WWII Grease Guns: How GM Helped GIs

By Frank Iannamico

The M3 submachine gun design had begun as the T-15 prototype, which was developed by the Ordnance Department and the Inland Division of General Motors. The three key individuals who shared much of the responsibility of the project were: Frederick Sampson, Chief Engineer of the Inland Division of General Motors; George Hyde, who had a number of original submachine gun and light-rifle designs to his credit; and U.S. Army Ordnance R&D officer Colonel René Studler. No submachine gun requiring extensive machining operations would be considered for adoption. The requirements called for an all metal weapon fabricated from sheet metal stampings to permit fast and inexpensive production with a minimum of machining operations, and no critical metals, such as aluminum, were to be used.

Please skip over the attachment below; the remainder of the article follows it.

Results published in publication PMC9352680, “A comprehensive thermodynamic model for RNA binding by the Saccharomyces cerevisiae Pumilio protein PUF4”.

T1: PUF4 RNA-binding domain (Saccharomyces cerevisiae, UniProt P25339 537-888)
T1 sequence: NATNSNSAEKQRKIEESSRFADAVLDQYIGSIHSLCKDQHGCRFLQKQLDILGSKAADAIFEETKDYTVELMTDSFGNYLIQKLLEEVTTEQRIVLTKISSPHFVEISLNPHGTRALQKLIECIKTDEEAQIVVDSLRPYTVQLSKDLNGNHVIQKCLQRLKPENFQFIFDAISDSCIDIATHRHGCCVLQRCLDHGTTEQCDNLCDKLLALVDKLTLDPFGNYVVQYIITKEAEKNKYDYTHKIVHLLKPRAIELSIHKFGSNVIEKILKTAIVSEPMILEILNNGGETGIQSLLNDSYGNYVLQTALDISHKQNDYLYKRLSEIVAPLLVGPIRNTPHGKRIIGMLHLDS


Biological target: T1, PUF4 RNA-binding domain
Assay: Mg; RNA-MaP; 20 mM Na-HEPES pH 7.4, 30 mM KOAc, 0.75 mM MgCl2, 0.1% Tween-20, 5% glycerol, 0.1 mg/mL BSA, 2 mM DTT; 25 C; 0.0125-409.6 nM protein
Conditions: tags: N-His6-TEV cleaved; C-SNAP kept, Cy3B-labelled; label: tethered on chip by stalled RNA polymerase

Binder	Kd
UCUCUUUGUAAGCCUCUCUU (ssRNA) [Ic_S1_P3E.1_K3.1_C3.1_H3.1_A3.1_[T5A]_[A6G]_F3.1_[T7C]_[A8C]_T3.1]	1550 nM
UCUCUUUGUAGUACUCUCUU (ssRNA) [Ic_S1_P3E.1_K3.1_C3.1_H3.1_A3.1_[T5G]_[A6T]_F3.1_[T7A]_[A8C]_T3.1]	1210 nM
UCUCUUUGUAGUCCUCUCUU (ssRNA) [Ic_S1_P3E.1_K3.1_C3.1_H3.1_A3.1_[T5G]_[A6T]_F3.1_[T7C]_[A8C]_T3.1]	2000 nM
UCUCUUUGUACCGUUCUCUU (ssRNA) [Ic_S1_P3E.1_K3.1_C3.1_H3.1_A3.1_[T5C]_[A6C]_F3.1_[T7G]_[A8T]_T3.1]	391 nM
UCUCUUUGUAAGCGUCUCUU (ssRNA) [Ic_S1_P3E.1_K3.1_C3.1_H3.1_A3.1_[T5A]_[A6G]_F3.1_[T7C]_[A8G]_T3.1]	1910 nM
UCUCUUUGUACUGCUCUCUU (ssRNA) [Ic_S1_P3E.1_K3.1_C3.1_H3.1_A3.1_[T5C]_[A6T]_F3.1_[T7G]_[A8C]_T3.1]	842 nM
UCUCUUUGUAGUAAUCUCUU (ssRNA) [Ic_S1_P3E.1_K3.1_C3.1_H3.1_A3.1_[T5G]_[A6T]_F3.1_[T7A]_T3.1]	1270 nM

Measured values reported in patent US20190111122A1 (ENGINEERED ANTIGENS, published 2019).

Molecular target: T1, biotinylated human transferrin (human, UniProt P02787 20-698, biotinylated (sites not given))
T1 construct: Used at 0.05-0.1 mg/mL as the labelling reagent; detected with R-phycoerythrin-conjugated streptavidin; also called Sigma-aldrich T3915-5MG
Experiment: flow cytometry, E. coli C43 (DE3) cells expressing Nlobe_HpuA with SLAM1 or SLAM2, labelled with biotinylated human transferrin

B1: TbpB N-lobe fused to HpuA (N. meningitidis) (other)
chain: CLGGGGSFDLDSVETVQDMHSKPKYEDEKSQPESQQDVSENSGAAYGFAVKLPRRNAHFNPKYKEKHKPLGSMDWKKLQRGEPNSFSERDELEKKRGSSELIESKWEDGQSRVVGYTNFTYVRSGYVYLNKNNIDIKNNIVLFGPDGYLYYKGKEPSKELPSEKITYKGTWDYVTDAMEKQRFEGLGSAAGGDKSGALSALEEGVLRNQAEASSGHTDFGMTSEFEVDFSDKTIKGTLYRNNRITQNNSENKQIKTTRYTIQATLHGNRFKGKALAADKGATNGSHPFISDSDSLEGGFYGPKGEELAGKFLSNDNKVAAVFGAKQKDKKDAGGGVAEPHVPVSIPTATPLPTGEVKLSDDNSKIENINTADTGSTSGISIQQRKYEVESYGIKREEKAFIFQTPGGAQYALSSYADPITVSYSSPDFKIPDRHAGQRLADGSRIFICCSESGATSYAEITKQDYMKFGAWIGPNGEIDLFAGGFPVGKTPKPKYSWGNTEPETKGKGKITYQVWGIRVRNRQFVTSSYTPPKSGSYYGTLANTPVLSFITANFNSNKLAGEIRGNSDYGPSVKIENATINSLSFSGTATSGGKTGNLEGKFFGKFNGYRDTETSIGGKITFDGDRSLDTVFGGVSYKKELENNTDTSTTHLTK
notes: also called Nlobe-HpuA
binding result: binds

The original T-15 specifications of October 8, 1942, OCM 19007 were altered to include a kit to enable the weapon to be converted from its original .45 caliber to 9mm which was the standard pistol and submachine gun cartridge of the British and the Germans. Another amendment to the original T-15 design was the elimination of the semiautomatic function. This was done to simplify the design. The cyclic rate was such that semiautomatic fire could be accomplished by trigger manipulation. The new designation for the new 9mm/.45 full-automatic-only weapon was the T-20. Five prototype models of the T-20 and five 9mm conversion kits were built by General Motors for testing. The cyclic rate was relatively slow at 400 rounds per minute. There was very little muzzle climb. In the standard test of firing at a 6ft x 6ft target at 50 yards, the T-20 scored 97 hits out of a possible 100. This was a higher percentage than achieved by any other weapon tested in the trials except the Hyde-Inland M2.

U.S. Submachine Gun, Caliber .45, M3

The M3 submachine guns were all metal, fabricated mainly of stamped steel parts to take advantage of speed and economy of manufacture and assembly. Its weight distribution, along with its slow 350-400 rounds per minute cyclic rate, allow for excellent accuracy for a weapon of...

This article first appeared in Small Arms Review V23N2 (February 2019)
and was posted online on December 14, 2018


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